The investment and innovation in the industry have also been a result of favorable domestic policies. The governments of APAC nations like India, Singapore, and China have extensively campaigned for the use of digital technologies in everyday life and businesses by creating policies that favor the digital ecosystem. One can expect this trend to pick up pace in the future and see tech-friendly and startup-friendly government policies. Additionally, providing mobile-enabled HR tech solutions is no longer a choice but a necessity.
A growing body of evidence shows that a majority of organizations already offer mobile-first HR services to their employees and facilitate talent acquisition, payroll and leave management, and other critical workplace communication using the mobile. This is set to intensify in the future as organizations will increasingly look for mobile-first solutions to cater to a younger workforce in the region; in many cases leapfrogging directly to mobile HR and cloud computing, without worrying about legacy systems.
All of these developments also mean that the role of HR will also evolve and new tech-enabled roles will emerge in the industry. HR leaders and professionals will have to learn new topics, like data security and analytics, and will be expected to create a new framework of working that combines the best of technology and unique human skills. Naturally, the traditional roles of HR administrators and managers will give way to expert and focused roles.
As the demand for talent outstrips supply, organizations will increasingly adopt new tools and technologies to attract, hire, and retain employees. Organizations that have already started their digital journeys will have an edge over the competition, and laggards will have to work harder to catch up. The functions of recruitment, learning, and engagement will be fundamentally altered to use HR-tech in an indispensable way. However, the real question is, how do organizations get started on their digital journey without having a clear vision of how the future looks like? Alight suggests designing an outcome-driven and data-backed HR framework that provides frictionless services and a consumer-grade experience to the workforce.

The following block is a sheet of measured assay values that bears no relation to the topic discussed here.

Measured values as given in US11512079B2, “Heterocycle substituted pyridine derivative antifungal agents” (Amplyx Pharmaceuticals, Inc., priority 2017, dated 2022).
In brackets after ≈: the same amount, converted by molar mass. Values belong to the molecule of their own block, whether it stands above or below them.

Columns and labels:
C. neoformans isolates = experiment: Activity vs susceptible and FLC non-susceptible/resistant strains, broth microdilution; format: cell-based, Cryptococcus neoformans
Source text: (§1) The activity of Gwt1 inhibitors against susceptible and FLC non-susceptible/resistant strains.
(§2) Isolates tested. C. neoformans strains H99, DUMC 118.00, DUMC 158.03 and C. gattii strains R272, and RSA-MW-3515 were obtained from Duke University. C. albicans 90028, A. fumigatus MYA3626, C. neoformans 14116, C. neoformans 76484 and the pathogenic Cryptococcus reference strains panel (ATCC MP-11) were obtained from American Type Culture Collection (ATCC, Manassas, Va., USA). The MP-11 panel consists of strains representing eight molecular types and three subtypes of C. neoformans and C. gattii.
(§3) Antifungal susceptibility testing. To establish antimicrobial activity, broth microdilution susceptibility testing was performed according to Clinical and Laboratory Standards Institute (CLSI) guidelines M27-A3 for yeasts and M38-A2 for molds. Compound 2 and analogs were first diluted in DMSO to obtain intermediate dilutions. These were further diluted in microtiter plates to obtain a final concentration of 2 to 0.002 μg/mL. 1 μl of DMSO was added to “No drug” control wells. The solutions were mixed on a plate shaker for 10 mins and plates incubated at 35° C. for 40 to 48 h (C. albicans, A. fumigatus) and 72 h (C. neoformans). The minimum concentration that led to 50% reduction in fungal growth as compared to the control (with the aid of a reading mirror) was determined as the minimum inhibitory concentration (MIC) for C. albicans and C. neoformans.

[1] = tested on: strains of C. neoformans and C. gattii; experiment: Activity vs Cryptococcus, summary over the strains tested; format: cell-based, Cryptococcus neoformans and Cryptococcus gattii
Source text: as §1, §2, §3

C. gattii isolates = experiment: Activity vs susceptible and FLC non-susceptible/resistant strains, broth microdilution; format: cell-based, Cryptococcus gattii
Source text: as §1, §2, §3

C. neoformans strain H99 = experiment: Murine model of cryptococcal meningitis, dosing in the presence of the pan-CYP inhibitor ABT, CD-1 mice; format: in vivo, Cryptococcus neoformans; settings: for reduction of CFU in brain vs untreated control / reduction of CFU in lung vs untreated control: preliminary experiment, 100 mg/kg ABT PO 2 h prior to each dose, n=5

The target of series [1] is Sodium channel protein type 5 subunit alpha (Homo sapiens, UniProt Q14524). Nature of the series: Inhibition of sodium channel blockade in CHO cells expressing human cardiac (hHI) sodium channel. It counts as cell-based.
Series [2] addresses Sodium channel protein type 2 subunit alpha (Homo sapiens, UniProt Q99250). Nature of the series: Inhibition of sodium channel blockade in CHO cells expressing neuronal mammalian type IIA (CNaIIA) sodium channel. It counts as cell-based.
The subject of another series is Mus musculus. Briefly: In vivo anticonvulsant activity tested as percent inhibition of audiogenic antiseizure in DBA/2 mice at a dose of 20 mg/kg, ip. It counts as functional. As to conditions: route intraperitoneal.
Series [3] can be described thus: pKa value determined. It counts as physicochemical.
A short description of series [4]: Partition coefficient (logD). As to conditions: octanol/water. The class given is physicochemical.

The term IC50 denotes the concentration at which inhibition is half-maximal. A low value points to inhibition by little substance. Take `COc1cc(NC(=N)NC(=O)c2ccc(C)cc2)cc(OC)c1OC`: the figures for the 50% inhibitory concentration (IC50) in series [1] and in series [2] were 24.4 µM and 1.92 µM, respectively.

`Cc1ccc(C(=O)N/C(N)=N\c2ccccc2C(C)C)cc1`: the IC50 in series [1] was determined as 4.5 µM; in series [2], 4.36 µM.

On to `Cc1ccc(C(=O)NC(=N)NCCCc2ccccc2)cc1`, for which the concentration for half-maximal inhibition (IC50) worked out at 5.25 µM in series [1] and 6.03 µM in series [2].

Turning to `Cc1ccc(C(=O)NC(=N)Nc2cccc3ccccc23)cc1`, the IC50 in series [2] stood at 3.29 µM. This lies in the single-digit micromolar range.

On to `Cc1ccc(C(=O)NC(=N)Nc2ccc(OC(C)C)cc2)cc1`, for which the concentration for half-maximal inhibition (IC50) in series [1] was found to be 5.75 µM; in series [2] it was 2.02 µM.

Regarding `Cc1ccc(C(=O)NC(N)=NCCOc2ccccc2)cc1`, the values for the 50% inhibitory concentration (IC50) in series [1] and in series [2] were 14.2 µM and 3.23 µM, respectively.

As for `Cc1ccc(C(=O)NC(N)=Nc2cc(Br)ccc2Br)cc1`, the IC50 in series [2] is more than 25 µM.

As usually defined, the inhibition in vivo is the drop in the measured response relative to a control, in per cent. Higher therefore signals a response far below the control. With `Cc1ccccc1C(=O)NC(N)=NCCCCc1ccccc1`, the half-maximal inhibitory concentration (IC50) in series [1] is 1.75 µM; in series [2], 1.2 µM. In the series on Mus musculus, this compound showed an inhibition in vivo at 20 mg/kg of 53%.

APAC organizations realize the importance of HR in transforming their businesses and are increasingly experimenting with new HR tech to develop new capabilities. Recent trends in the adoption of new-age technologies in core HR processes is encouraging and provide a unique platform for HR leaders to lead effective business and workforce transformations. However, organizations and leaders in the APAC region have a long way to go before they can claim that they are prepared for an unknown future.